I was checking out Aunt Sophie’s play from time to time out of the corner of my eye. I refrained from sighing audibly as she again went tough and bounced out on a pay. This time she had had made kings and aces, and elected to come off a matching deuce to keep a pair of comoquing valles.
“She just hit a bare-ass pair of fives of diamonds,” I observed. “That’s a partial elucidation of your question of what it all means, wherein I replied that some of the language of pan includes terms that are not otherwise employed in polite company. I wasn’t going to explain the game of pan in great detail, but you need to know a bit to understand the terms. Pan is like gin rummy played with eight decks of cards. Gin rummy is the closest game it resembles, but even that is not very close. There are usually more players than two. Players put down melds, if they choose, as soon as they get them. Players show their cards as they draw them. Players don’t put cards in their hands. Some of the melds are worth chip payments from the other players. Unlike gin, a player is not forced to play every hand. Unlike poker, once he or she is in a hand, the hand must be played until someone goes out, that is, matches all then in his or her hand, plus one more.”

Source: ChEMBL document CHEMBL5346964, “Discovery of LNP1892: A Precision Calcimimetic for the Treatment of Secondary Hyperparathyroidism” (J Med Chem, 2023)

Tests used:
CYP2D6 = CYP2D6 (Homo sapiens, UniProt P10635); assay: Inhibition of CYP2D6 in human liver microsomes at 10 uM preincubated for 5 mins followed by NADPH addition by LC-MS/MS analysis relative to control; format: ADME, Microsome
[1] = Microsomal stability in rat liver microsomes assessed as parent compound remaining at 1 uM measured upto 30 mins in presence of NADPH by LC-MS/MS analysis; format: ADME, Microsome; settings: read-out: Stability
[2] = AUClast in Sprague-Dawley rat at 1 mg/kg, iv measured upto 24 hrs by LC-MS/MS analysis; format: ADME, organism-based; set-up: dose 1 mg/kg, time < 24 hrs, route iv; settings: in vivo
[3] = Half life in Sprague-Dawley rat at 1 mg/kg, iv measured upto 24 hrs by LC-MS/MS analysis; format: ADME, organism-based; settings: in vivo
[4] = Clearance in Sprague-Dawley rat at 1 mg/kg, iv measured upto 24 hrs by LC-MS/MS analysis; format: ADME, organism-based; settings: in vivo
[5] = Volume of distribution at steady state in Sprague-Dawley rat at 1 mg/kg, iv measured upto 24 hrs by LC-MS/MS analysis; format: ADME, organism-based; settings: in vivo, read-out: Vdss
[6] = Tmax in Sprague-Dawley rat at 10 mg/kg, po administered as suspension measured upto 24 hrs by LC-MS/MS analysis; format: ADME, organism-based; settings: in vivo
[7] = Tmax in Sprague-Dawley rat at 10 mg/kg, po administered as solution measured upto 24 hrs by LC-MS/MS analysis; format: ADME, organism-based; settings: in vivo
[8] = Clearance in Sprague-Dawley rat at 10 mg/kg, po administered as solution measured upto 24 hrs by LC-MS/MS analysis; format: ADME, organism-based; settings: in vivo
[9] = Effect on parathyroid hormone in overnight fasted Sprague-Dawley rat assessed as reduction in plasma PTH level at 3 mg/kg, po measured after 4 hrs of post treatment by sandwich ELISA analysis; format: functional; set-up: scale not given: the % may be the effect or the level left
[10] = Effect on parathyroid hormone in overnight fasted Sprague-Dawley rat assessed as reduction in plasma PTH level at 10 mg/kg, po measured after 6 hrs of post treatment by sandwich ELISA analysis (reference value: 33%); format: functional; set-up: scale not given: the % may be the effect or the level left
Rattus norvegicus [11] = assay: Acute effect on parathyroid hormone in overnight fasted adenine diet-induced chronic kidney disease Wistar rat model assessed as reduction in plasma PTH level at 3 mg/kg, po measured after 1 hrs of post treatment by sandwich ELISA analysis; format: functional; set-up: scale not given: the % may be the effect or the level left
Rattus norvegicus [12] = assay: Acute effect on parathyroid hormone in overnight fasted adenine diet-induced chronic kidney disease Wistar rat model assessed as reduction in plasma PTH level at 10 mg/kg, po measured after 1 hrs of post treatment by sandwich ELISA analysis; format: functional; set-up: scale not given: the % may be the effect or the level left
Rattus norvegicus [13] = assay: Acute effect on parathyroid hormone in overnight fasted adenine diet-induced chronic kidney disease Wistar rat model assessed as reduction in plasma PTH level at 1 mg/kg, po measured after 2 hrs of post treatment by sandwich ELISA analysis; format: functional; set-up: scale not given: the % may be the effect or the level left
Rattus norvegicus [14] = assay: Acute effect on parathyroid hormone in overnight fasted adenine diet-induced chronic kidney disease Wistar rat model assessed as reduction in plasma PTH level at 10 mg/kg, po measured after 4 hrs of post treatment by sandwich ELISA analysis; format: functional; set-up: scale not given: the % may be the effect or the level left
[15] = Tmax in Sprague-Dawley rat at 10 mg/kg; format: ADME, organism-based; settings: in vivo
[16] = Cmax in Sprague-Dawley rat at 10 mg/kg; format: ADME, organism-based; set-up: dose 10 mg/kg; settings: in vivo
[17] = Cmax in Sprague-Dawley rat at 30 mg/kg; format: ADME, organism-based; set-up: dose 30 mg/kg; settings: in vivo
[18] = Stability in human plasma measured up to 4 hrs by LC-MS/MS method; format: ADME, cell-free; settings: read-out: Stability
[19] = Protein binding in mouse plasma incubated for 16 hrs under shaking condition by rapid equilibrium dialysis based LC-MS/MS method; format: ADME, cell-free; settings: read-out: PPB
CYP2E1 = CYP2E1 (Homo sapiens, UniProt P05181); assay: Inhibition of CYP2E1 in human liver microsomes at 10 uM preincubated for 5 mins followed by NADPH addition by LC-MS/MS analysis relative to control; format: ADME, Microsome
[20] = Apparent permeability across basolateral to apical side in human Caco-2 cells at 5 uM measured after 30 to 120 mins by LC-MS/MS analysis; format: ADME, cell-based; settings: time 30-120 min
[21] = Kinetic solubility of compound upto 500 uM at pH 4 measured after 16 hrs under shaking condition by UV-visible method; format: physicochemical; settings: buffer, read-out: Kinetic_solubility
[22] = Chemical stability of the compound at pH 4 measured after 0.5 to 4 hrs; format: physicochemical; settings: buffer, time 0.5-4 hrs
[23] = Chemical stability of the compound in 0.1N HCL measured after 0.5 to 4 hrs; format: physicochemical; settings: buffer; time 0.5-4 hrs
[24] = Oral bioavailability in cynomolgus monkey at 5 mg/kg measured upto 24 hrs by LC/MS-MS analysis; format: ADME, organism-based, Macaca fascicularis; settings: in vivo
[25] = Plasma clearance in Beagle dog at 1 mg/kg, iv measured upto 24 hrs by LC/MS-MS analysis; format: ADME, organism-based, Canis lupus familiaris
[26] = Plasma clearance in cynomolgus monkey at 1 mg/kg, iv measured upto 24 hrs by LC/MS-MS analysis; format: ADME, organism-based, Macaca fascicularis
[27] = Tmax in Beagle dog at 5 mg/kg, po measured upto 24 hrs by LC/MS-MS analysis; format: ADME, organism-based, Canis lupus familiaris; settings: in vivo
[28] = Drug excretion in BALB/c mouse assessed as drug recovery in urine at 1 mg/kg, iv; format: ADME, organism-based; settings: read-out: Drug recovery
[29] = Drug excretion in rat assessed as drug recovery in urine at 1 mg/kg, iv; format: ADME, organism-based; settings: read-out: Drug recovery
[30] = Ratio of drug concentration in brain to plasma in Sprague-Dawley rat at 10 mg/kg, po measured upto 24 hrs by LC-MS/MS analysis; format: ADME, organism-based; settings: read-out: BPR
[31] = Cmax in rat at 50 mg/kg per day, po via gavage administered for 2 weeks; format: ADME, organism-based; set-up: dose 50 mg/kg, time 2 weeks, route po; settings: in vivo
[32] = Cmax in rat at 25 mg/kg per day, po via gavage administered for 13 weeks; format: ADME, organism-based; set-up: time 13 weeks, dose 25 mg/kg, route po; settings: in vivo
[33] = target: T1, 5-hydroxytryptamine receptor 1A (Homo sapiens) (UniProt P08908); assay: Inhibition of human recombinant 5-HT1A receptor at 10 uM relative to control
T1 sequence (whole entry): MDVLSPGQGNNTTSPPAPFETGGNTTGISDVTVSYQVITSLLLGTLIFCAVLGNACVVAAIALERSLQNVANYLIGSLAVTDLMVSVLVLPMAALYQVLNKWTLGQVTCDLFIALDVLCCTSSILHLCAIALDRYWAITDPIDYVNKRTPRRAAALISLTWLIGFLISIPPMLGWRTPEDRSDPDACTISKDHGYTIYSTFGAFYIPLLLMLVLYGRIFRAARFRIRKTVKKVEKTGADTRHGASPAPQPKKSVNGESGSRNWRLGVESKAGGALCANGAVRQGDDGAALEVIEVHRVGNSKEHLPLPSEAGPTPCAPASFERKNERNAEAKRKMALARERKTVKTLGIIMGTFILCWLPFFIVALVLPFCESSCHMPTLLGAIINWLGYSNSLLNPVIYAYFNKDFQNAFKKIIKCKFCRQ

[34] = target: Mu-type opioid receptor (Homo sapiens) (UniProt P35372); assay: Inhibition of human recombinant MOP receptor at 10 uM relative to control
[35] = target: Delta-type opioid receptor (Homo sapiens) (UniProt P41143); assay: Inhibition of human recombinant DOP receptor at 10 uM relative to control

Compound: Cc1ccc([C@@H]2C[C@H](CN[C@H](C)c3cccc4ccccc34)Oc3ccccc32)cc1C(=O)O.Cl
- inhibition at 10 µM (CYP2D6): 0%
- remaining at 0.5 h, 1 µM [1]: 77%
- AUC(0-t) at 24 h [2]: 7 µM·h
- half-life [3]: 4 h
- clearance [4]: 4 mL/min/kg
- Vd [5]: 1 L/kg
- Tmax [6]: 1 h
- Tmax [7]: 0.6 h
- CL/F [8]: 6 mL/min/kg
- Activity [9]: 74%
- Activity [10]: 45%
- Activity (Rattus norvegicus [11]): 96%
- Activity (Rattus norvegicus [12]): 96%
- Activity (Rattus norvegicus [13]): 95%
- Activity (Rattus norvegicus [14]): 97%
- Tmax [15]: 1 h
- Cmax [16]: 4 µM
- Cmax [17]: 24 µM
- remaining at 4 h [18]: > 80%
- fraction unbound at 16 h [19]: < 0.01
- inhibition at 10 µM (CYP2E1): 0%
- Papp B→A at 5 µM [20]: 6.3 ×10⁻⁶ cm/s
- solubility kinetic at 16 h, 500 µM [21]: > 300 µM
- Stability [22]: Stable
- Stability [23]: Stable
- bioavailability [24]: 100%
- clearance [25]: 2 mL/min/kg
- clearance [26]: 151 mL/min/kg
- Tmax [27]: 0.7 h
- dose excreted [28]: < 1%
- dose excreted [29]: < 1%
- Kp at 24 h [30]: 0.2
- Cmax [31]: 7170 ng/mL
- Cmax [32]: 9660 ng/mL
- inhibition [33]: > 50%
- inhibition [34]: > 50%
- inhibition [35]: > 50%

“It all sounds very complicated,” she offered.